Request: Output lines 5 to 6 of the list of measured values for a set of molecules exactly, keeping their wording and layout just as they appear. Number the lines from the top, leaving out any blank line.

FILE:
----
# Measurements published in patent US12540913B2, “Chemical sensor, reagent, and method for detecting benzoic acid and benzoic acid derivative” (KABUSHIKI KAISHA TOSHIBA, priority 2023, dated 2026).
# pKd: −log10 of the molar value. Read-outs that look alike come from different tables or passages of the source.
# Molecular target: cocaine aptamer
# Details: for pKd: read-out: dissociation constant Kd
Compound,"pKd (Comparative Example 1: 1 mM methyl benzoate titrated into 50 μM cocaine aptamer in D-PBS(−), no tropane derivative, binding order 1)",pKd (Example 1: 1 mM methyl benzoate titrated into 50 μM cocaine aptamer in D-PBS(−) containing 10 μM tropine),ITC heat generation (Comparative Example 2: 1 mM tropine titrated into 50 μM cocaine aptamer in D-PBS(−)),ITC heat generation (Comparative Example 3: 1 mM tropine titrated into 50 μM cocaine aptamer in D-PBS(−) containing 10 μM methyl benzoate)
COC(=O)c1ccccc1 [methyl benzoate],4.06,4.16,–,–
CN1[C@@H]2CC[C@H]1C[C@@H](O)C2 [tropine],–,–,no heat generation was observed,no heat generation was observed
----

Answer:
Compound,"pKd (Comparative Example 1: 1 mM methyl benzoate titrated into 50 μM cocaine aptamer in D-PBS(−), no tropane derivative, binding order 1)",pKd (Example 1: 1 mM methyl benzoate titrated into 50 μM cocaine aptamer in D-PBS(−) containing 10 μM tropine),ITC heat generation (Comparative Example 2: 1 mM tropine titrated into 50 μM cocaine aptamer in D-PBS(−)),ITC heat generation (Comparative Example 3: 1 mM tropine titrated into 50 μM cocaine aptamer in D-PBS(−) containing 10 μM methyl benzoate)
COC(=O)c1ccccc1 [methyl benzoate],4.06,4.16,–,–